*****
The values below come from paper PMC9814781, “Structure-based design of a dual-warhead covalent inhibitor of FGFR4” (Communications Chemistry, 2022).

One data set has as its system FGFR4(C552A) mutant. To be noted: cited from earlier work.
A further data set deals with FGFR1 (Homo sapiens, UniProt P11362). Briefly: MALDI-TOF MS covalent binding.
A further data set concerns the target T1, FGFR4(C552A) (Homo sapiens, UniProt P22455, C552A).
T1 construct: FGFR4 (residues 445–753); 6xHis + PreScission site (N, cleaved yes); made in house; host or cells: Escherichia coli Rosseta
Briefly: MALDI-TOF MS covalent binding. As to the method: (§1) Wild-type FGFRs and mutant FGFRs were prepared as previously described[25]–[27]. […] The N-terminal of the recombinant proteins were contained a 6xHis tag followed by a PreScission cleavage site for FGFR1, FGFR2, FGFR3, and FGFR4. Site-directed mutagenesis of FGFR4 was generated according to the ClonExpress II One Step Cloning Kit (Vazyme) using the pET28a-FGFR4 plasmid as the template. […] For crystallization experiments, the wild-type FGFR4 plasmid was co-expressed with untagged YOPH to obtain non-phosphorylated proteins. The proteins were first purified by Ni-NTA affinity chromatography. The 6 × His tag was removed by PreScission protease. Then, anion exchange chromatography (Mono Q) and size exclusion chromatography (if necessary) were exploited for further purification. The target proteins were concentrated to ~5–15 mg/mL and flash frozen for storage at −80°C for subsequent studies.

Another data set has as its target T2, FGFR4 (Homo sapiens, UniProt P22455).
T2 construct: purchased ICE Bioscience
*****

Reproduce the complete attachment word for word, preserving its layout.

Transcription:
The values below come from paper PMC9814781, “Structure-based design of a dual-warhead covalent inhibitor of FGFR4” (Communications Chemistry, 2022).

One data set has as its system FGFR4(C552A) mutant. To be noted: cited from earlier work.
A further data set deals with FGFR1 (Homo sapiens, UniProt P11362). Briefly: MALDI-TOF MS covalent binding.
A further data set concerns the target T1, FGFR4(C552A) (Homo sapiens, UniProt P22455, C552A).
T1 construct: FGFR4 (residues 445–753); 6xHis + PreScission site (N, cleaved yes); made in house; host or cells: Escherichia coli Rosseta
Briefly: MALDI-TOF MS covalent binding. As to the method: (§1) Wild-type FGFRs and mutant FGFRs were prepared as previously described[25]–[27]. […] The N-terminal of the recombinant proteins were contained a 6xHis tag followed by a PreScission cleavage site for FGFR1, FGFR2, FGFR3, and FGFR4. Site-directed mutagenesis of FGFR4 was generated according to the ClonExpress II One Step Cloning Kit (Vazyme) using the pET28a-FGFR4 plasmid as the template. […] For crystallization experiments, the wild-type FGFR4 plasmid was co-expressed with untagged YOPH to obtain non-phosphorylated proteins. The proteins were first purified by Ni-NTA affinity chromatography. The 6 × His tag was removed by PreScission protease. Then, anion exchange chromatography (Mono Q) and size exclusion chromatography (if necessary) were exploited for further purification. The target proteins were concentrated to ~5–15 mg/mL and flash frozen for storage at −80°C for subsequent studies.

Another data set has as its target T2, FGFR4 (Homo sapiens, UniProt P22455).
T2 construct: purchased ICE Bioscience